Oravetz said he expects an exodus by other GOP county chairmen.
“I am not retiring,” he said. “Instead I will double-down and work to elect conservatives with principle who want to save this country.”
Oravetz said the Republican Party is “at war.” He said the party's base, the party workers and ardent conservatives, are incensed with the GOP establishment, which is driven by money, power and crony capitalists.
Smith County Republican Club President David Stein said Oravetz served the county and GOP voters well over his tenure.
“I think, like a lot of people, he is fed up with all of them,” he said.
Stein said the county party will have to find someone who will “pick up the banner” and appeal to the broader reach of likely GOP voters. He said he agrees with many grassroots ideals but that politics has always been about compromise.
“It comes down to the practical versus principle argument,” he said. “You can stand and shout in the forest and nobody hears you, but it's a waste of breath, even if you are right.”
Political analyst and publisher of the Quorum Report Harvey Kronberg said Tea Party-type activists are a “component” of a split GOP base.
Kronberg said the GOP base ranges from evangelicals, single-issue (such as abortion or guns) voters and moderates and that there is no central voice that unites the factions.
“There are so many philosophical threads that (the GOP) is in disarray and while its base is vocal, it is a shrinking base proportionate to the rest of the country,” he said.
Minorities and younger progressives are the rising voter demographic, Kronberg said. He does not expect a mass exodus of county chairmen because the positions are difficult to win.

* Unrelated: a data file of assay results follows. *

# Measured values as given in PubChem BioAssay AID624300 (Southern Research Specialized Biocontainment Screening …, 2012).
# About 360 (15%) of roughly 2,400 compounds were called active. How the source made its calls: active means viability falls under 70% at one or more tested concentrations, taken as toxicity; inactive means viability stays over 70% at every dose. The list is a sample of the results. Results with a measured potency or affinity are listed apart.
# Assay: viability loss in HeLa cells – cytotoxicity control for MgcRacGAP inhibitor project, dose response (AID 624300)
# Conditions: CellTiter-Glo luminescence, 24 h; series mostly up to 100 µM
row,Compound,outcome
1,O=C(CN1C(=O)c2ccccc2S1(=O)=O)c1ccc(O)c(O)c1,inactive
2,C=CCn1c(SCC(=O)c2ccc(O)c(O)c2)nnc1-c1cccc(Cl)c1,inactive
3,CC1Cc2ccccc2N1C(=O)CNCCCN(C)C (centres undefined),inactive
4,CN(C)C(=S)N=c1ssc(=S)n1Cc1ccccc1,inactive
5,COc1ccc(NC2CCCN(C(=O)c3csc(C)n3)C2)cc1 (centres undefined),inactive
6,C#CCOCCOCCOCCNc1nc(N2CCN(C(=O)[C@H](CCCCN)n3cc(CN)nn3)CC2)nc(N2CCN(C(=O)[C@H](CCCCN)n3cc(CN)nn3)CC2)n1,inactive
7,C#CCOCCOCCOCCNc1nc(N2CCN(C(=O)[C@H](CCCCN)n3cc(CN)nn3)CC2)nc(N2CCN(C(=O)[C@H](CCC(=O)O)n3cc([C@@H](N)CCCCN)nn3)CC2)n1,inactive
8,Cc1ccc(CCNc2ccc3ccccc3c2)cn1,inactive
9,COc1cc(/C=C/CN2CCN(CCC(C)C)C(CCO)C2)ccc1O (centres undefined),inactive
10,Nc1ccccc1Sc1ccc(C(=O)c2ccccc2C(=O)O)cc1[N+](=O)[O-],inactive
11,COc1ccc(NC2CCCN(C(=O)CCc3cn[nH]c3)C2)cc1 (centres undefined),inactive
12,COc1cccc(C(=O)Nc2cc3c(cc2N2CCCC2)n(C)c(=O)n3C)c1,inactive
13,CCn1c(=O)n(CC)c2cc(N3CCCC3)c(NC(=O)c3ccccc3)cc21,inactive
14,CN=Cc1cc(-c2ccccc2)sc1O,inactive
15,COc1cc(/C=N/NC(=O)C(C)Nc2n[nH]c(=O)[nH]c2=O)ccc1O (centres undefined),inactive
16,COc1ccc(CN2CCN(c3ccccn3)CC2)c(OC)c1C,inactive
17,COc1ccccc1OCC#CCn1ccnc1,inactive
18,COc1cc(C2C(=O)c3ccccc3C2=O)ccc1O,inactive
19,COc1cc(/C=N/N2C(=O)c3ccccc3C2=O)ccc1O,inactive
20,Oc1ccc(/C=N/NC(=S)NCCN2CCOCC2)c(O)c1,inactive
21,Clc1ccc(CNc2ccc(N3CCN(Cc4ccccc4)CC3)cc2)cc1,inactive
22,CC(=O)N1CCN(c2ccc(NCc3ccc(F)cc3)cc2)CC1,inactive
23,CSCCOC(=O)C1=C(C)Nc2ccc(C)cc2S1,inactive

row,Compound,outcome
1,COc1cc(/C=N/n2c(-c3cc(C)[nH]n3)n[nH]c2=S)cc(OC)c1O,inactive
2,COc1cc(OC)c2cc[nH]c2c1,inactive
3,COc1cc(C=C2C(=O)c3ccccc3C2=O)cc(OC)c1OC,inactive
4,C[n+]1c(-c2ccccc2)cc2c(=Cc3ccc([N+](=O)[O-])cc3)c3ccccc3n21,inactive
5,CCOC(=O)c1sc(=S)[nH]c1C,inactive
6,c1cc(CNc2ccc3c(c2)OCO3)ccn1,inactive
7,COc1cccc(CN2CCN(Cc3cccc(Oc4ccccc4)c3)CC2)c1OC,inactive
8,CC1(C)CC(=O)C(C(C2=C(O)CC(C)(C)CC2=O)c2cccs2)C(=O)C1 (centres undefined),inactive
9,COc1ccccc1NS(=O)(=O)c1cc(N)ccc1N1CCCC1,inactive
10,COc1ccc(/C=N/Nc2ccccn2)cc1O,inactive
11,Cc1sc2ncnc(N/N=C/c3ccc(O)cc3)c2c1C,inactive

Oravetz said the final straw was the re-election of both U.S. House Speaker John Boehner and Texas House Speaker Joe Straus.
“The party doesn't stand for anything anymore. It has a good platform, but the establishment doesn't stand for its principles,” he said. “The long-term goal will be to replace the Republican Party.”
Oravetz said the election of Ted Cruz to the U.S. Senate was a message to the national and statewide GOP that the conservative base and liberty movement is growing rather than fading. He said established Republicans are “scared” and will make efforts to strengthen their appeal to conservatives.
Kronberg said disillusionment is part of politics. Disillusionment is more prevalent among those on the extreme right or left, he said.
“You have to be with them 100 percent or it's seen as a betrayal,” he said.
Oravetz said his goal is to see Constitutional conservatives who are more interested in what is right for the country rather than their personal or political careers.
“We need politicians with the character and conviction of those who signed the Declaration of Independence,” he said. “They put their sacred honor, fortunes and lives on the line for liberty.”